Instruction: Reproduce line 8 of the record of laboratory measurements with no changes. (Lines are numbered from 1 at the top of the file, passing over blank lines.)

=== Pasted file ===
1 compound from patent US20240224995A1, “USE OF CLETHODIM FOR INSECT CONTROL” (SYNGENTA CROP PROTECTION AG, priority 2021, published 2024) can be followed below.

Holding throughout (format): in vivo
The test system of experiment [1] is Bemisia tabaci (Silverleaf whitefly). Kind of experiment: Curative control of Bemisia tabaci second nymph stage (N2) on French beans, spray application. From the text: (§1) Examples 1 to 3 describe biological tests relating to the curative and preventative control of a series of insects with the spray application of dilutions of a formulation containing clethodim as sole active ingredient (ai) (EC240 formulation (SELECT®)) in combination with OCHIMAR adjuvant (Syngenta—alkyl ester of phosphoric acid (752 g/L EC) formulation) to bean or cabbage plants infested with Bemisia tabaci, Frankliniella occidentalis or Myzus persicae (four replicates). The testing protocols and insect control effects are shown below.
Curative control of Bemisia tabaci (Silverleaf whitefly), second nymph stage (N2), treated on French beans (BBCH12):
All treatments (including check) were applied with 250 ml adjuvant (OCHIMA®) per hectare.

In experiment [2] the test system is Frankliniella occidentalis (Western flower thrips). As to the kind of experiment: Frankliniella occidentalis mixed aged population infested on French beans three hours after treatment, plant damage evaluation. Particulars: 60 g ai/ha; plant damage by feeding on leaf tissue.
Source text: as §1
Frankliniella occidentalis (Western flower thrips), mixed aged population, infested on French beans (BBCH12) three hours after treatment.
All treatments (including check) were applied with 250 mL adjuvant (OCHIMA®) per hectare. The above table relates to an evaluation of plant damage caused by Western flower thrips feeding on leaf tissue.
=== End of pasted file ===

Frankliniella occidentalis (Western flower thrips), mixed aged population, infested on French beans (BBCH12) three hours after treatment.